Individual Income Tax Insights: The Buzzer Sounds on Tennessee’s Jock Tax


While many basketball fans are talking about the NBA Finals rematch between the Golden State Warriors and Cleveland Cavaliers, NBA players everywhere have scored a victory when playing the Memphis Grizzles in Tennessee next season. On June 1, the so-called “jock tax” expired in Tennessee for NBA players, according to Andrew M. Ballard in Bloomberg BNA’s Weekly State Tax Report. Tennessee only taxes dividend and interest income, and not income taxes. However, professional athletes in the NBA were taxed in Tennessee through a professional privilege tax of $2,500 per game, though players could only be taxed for a maximum of three games per year, or $7,500.

The professional privilege tax in Tennessee went into effect in 2009, but only applied to NHL and NBA players. NFL players never had a tax imposed on them and Tennessee does not have a Major League Baseball team. However, the tax on NHL players was waived in 2014, leaving NBA players the only professional athletes to pay the tax.

In most states, there are two major methods of calculating the jock tax for nonresident athletes. The first is a “games played” method and the second is a “duty days” method. An NBA team plays 82 games a year, not including the playoffs, meaning under a “games played” method, a player is taxed on 1/82nd of their salary for each game played in a state, which may be imposed even if the player sits on the bench the whole game. However, under a “duty days” method, practices and travel days are also included, many of which occur in the player’s home state, meaning that each game played in a state represents a much smaller portion of a player’s overall salary.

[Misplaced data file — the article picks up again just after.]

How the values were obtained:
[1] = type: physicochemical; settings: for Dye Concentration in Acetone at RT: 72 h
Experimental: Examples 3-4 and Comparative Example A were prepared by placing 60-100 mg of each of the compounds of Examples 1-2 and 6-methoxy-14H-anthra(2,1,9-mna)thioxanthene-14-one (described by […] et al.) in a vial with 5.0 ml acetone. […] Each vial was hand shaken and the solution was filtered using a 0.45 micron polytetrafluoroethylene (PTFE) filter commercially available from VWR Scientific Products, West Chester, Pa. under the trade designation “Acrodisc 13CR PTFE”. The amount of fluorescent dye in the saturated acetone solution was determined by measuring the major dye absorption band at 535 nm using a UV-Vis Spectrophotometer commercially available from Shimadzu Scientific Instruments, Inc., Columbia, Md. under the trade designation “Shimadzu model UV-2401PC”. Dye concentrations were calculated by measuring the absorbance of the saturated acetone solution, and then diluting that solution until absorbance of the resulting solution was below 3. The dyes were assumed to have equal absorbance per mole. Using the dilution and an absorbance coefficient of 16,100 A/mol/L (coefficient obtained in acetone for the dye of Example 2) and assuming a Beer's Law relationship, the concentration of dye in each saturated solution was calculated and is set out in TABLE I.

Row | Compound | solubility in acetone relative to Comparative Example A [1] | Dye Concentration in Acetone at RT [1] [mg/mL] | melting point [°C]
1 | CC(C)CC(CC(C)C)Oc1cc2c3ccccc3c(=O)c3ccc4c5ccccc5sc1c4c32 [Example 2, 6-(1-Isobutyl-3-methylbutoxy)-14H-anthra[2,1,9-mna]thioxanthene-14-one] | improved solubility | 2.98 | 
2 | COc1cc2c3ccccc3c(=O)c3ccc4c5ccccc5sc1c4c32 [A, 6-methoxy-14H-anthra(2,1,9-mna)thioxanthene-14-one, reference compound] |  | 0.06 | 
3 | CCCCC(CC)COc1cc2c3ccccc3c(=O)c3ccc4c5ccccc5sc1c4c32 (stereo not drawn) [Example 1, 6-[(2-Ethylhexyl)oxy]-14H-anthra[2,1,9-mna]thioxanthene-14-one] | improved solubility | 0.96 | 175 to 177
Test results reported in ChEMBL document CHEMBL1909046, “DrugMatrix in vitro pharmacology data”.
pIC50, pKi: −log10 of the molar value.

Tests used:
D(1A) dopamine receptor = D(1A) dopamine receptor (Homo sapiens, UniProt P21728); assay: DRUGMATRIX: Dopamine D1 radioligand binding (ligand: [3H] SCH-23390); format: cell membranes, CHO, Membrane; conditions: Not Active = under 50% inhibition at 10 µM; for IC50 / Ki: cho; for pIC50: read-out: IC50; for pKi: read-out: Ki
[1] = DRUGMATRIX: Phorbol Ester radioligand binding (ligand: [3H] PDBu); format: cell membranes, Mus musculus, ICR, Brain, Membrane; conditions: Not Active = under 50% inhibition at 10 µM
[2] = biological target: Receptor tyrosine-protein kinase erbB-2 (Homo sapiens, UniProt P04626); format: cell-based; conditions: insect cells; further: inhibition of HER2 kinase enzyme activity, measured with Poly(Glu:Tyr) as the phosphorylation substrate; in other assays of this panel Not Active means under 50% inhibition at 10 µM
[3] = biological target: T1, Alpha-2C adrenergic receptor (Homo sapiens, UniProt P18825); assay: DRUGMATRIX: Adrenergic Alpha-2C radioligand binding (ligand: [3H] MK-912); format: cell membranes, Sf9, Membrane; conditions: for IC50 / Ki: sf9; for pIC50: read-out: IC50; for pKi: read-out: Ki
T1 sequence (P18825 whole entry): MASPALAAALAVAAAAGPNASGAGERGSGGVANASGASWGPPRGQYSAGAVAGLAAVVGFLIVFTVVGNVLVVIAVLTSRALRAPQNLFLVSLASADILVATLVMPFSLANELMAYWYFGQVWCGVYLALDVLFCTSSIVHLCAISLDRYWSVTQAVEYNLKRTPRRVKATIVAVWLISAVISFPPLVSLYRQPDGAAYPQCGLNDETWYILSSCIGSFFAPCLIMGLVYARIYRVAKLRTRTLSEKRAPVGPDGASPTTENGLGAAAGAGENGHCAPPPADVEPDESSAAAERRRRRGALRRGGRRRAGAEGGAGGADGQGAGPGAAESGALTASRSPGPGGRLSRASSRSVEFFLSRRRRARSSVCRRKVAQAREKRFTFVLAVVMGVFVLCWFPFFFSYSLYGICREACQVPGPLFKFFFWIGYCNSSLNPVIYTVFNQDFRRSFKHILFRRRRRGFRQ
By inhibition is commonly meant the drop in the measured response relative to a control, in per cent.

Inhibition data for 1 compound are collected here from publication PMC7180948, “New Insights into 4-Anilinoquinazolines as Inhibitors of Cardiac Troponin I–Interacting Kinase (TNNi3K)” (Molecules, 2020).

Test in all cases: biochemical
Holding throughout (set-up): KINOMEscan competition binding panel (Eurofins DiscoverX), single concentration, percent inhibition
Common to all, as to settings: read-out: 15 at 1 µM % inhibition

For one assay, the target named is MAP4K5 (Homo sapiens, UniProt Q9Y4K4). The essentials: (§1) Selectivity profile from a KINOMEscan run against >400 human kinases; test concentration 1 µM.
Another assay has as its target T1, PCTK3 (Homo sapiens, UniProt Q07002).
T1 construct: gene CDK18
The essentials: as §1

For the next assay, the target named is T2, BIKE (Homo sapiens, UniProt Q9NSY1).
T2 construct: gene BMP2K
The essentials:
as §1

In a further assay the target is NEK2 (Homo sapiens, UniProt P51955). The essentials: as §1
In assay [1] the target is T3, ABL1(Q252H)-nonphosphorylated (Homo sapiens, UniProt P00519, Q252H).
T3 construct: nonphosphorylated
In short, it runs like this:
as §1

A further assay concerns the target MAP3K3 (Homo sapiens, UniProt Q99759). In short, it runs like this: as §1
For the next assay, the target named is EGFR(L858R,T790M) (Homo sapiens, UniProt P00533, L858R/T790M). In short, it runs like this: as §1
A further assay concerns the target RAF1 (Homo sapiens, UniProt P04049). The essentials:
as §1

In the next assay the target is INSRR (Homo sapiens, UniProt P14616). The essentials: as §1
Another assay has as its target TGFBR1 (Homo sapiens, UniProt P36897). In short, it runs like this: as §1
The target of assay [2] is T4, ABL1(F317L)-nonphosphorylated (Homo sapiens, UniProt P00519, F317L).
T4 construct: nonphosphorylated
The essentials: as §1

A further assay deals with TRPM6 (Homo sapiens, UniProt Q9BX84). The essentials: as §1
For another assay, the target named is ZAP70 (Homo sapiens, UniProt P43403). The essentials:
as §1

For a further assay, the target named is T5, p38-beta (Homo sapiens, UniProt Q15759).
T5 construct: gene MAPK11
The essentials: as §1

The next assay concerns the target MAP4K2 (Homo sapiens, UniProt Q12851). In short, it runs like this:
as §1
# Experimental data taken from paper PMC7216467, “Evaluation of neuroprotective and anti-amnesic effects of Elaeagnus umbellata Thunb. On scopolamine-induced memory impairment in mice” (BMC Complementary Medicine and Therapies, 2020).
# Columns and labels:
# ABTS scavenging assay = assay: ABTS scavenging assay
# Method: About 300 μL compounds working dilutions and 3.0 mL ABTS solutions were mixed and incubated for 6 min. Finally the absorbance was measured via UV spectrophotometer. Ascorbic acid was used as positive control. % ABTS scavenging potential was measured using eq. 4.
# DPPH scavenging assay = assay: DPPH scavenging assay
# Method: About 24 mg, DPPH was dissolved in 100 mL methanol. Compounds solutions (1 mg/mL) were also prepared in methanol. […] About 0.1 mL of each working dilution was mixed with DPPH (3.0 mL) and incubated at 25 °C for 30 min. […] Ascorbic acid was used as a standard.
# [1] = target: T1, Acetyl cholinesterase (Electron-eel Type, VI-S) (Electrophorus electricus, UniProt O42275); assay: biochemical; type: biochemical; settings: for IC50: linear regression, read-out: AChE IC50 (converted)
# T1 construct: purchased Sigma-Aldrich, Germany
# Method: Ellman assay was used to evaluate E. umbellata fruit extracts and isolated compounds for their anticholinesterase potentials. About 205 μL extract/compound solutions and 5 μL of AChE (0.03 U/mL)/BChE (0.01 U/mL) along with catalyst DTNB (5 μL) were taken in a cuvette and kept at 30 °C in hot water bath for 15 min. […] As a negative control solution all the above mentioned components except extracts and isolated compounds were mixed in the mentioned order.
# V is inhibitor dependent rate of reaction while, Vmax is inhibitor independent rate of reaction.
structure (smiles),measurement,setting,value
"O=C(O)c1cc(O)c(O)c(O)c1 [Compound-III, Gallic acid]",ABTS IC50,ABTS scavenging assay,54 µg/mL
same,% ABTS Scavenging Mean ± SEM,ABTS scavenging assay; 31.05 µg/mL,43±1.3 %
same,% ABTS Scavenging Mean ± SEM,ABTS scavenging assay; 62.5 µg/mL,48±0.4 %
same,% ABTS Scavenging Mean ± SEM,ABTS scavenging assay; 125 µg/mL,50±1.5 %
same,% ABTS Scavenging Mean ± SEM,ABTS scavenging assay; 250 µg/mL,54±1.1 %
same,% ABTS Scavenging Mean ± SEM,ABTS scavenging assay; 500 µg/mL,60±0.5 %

And there’s more good news for the Warriors’ Steph Curry, besides being the NBA MVP. When he’s playing the NBA Finals in Cleveland this year, he may have to pay less tax. Last year, the Ohio Supreme Court found that the games played method of calculating the jock tax by the city of Cleveland was a due process violation, according to Bebe Raupe in the Weekly State Tax Report. The court held that the duty days method was more fair in calculating the tax.

However, the duty days method is not without its flaws. Earlier this year, when the Super Bowl was played in California, many of the players on the Carolina Panthers and Denver Broncos spent a week or more training and practicing in California prior to the game. Because of California’s high income tax rate and the large number of duty days in California, many athletes actually lost money by playing in the Super Bowl, according to David McAfee in the Daily Tax Report. In fact, Forbes calculated that Panthers quarterback Cam Newton was effectively taxed at a rate of 172.2% for losing the Super Bowl. Talk about adding insult to injury.

Continue the discussion on LinkedIn:  Should nonresident professional athletes be taxed on games played in other states?

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